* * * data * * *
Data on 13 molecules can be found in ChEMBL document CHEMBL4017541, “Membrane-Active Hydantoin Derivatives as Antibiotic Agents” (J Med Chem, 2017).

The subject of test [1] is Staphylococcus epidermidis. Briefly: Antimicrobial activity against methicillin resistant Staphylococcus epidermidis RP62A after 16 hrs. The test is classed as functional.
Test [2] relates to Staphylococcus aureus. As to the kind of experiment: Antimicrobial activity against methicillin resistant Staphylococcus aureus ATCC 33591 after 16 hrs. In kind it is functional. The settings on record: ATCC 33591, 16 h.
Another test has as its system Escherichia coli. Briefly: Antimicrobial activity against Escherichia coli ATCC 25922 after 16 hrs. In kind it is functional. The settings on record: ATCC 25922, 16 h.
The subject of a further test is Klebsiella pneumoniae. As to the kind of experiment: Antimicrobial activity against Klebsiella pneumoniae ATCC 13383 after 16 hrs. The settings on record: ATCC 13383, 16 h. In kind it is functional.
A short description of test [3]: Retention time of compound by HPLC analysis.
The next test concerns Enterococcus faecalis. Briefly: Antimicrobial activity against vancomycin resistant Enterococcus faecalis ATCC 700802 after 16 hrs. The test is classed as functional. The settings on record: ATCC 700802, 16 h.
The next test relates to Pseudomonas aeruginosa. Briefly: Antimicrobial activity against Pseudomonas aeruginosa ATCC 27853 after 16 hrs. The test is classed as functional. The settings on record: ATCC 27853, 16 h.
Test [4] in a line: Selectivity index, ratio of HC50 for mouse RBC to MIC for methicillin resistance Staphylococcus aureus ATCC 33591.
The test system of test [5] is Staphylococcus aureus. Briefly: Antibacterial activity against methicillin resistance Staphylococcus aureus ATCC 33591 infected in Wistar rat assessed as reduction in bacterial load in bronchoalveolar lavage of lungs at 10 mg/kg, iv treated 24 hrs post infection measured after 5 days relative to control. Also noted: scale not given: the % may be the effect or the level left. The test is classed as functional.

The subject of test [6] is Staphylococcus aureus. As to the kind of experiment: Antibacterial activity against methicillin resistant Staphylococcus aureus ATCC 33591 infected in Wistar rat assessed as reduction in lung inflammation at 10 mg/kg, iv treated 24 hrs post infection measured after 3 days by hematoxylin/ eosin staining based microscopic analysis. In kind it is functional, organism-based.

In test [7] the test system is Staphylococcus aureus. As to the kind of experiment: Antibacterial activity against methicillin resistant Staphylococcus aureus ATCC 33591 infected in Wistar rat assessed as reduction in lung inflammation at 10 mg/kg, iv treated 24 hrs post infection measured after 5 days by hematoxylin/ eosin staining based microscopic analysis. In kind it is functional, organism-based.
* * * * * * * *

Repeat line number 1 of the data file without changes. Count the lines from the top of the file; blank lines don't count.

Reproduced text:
Data on 13 molecules can be found in ChEMBL document CHEMBL4017541, “Membrane-Active Hydantoin Derivatives as Antibiotic Agents” (J Med Chem, 2017).